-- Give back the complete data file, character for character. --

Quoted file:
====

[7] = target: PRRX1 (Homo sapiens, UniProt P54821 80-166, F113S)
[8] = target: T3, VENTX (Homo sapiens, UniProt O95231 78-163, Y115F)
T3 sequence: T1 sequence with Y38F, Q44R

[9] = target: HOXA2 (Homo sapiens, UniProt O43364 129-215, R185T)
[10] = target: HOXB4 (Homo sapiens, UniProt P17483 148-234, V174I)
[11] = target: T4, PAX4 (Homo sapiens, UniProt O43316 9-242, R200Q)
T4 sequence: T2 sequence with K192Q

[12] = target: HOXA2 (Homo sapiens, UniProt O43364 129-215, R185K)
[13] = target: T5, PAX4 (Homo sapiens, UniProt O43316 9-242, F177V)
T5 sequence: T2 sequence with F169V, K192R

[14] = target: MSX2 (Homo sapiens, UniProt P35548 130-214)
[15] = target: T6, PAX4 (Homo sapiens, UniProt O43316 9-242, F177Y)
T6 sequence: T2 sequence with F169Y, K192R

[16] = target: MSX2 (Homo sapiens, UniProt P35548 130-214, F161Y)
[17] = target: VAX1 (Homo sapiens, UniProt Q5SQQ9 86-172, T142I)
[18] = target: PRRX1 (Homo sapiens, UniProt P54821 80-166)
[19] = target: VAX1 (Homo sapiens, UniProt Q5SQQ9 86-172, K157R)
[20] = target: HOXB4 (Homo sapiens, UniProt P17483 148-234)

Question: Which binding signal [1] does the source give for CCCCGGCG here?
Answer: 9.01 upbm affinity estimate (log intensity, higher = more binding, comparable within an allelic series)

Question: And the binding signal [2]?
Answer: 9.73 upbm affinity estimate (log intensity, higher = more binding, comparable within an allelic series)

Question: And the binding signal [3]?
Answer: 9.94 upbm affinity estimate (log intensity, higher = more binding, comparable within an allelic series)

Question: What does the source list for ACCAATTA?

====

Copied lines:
[7] = target: PRRX1 (Homo sapiens, UniProt P54821 80-166, F113S)
[8] = target: T3, VENTX (Homo sapiens, UniProt O95231 78-163, Y115F)
T3 sequence: T1 sequence with Y38F, Q44R

[9] = target: HOXA2 (Homo sapiens, UniProt O43364 129-215, R185T)
[10] = target: HOXB4 (Homo sapiens, UniProt P17483 148-234, V174I)
[11] = target: T4, PAX4 (Homo sapiens, UniProt O43316 9-242, R200Q)
T4 sequence: T2 sequence with K192Q

[12] = target: HOXA2 (Homo sapiens, UniProt O43364 129-215, R185K)
[13] = target: T5, PAX4 (Homo sapiens, UniProt O43316 9-242, F177V)
T5 sequence: T2 sequence with F169V, K192R

[14] = target: MSX2 (Homo sapiens, UniProt P35548 130-214)
[15] = target: T6, PAX4 (Homo sapiens, UniProt O43316 9-242, F177Y)
T6 sequence: T2 sequence with F169Y, K192R

[16] = target: MSX2 (Homo sapiens, UniProt P35548 130-214, F161Y)
[17] = target: VAX1 (Homo sapiens, UniProt Q5SQQ9 86-172, T142I)
[18] = target: PRRX1 (Homo sapiens, UniProt P54821 80-166)
[19] = target: VAX1 (Homo sapiens, UniProt Q5SQQ9 86-172, K157R)
[20] = target: HOXB4 (Homo sapiens, UniProt P17483 148-234)

Question: Which binding signal [1] does the source give for CCCCGGCG here?
Answer: 9.01 upbm affinity estimate (log intensity, higher = more binding, comparable within an allelic series)

Question: And the binding signal [2]?
Answer: 9.73 upbm affinity estimate (log intensity, higher = more binding, comparable within an allelic series)

Question: And the binding signal [3]?
Answer: 9.94 upbm affinity estimate (log intensity, higher = more binding, comparable within an allelic series)

Question: What does the source list for ACCAATTA?